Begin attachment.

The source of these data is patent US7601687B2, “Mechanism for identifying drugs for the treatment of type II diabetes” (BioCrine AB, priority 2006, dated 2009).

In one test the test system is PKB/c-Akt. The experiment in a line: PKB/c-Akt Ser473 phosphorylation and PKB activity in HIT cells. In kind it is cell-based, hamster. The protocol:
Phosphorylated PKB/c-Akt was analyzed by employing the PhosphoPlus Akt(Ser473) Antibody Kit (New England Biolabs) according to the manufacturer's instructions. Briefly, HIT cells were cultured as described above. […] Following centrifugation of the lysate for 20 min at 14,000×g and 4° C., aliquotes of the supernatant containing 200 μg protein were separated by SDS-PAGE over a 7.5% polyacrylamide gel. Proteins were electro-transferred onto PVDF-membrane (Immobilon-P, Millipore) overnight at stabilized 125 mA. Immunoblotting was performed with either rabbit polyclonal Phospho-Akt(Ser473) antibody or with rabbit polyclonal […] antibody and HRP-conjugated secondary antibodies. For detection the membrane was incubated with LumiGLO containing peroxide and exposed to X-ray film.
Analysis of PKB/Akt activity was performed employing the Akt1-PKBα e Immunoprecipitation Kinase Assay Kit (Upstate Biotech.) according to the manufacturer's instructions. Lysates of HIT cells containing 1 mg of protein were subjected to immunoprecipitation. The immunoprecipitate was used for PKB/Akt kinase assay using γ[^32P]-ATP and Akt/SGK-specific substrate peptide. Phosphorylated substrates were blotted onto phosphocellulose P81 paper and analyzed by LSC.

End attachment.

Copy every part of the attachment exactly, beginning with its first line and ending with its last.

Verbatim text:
The source of these data is patent US7601687B2, “Mechanism for identifying drugs for the treatment of type II diabetes” (BioCrine AB, priority 2006, dated 2009).

In one test the test system is PKB/c-Akt. The experiment in a line: PKB/c-Akt Ser473 phosphorylation and PKB activity in HIT cells. In kind it is cell-based, hamster. The protocol:
Phosphorylated PKB/c-Akt was analyzed by employing the PhosphoPlus Akt(Ser473) Antibody Kit (New England Biolabs) according to the manufacturer's instructions. Briefly, HIT cells were cultured as described above. […] Following centrifugation of the lysate for 20 min at 14,000×g and 4° C., aliquotes of the supernatant containing 200 μg protein were separated by SDS-PAGE over a 7.5% polyacrylamide gel. Proteins were electro-transferred onto PVDF-membrane (Immobilon-P, Millipore) overnight at stabilized 125 mA. Immunoblotting was performed with either rabbit polyclonal Phospho-Akt(Ser473) antibody or with rabbit polyclonal […] antibody and HRP-conjugated secondary antibodies. For detection the membrane was incubated with LumiGLO containing peroxide and exposed to X-ray film.
Analysis of PKB/Akt activity was performed employing the Akt1-PKBα e Immunoprecipitation Kinase Assay Kit (Upstate Biotech.) according to the manufacturer's instructions. Lysates of HIT cells containing 1 mg of protein were subjected to immunoprecipitation. The immunoprecipitate was used for PKB/Akt kinase assay using γ[^32P]-ATP and Akt/SGK-specific substrate peptide. Phosphorylated substrates were blotted onto phosphocellulose P81 paper and analyzed by LSC.